For women, sharing space, being acknowledged in that space, is a battle of trust and spirit. Academic spaces have previously been colonised, either by the leader in charge, or a previous ‘owner’ of that space. This presentation and paper describes three common intersectional narratives of Williams’ (1991) ‘spirit murder’, and the ‘protectors and restorers’ (Revilla, 2021) of our space in the academy. Women are battling to occupy their work spaces on a daily basis: trying to speak, teach, research in ways they have organically invented and conceived their service. They are the caretakers of diverse and different languages, and innovative methods to research and teachings; yet these divergent pathways are often blocked by colonised, ‘expected’ practices within the institution. Even the physical grey and white walls are concrete signs of ownership. The Academy is a place we are in; where we have a right to be in (Sefa Dei, 2021). Trusting and accepting these unique differences is at the heart of moving forward to a more inclusive, rich research and teaching space. Just because a pathway or method is distinct, does not mean it is deficient. For educational leaders, acknowledging shared ownership in the academic space involves sharing and projecting one’s self into the space (Kreger,1999); trusting that, while an approach is unknown, it can be successful. To redress space in the academy, educators must be at ease with the discomfort of sharing space in what has yet to be experienced and institutionalised.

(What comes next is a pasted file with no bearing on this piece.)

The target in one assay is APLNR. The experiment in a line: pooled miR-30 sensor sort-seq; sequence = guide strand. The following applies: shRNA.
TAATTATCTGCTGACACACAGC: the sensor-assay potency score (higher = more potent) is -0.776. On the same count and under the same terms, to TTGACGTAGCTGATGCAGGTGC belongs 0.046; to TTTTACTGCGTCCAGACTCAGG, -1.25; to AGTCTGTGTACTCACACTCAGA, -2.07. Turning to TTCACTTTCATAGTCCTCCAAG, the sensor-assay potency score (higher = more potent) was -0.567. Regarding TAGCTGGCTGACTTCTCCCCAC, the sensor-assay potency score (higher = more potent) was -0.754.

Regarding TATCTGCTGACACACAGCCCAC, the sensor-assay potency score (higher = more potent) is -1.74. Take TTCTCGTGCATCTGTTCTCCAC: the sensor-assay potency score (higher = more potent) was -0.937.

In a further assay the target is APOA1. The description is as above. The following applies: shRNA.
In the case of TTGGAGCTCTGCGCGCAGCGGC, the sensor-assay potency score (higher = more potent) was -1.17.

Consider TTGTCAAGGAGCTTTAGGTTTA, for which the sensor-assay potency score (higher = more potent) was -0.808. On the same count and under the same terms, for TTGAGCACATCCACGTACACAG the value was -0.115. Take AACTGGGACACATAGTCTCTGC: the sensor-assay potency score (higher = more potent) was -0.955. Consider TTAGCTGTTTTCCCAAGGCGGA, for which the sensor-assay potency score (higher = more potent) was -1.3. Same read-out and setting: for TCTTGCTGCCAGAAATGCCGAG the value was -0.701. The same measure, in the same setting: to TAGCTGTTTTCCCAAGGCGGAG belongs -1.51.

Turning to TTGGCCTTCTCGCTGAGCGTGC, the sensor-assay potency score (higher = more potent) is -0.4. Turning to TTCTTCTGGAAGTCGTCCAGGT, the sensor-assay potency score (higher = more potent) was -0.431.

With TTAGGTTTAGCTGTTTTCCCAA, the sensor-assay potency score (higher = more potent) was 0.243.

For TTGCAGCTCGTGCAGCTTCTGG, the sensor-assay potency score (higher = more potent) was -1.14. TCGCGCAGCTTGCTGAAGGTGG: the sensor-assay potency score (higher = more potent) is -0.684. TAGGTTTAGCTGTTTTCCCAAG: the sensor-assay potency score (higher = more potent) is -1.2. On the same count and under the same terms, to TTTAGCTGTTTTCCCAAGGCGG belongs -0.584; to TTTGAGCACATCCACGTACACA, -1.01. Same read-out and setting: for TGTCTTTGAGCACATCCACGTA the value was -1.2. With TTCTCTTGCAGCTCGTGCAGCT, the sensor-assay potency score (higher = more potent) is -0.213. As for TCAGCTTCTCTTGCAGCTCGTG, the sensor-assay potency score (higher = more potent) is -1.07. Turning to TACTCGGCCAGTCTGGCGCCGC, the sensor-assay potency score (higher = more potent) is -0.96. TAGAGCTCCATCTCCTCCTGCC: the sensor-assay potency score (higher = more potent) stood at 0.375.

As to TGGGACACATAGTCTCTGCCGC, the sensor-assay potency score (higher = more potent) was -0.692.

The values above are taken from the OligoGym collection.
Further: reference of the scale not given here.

|Number of pages||14|
|Journal||Journal of Perspectives in Applied Academic Practice|
|Publication status||Published - 23 Feb 2023|
|Event||International Women's Day 2022 - University of Highlands and Islands|
Duration: 8 Mar 2022 → 8 Jun 2022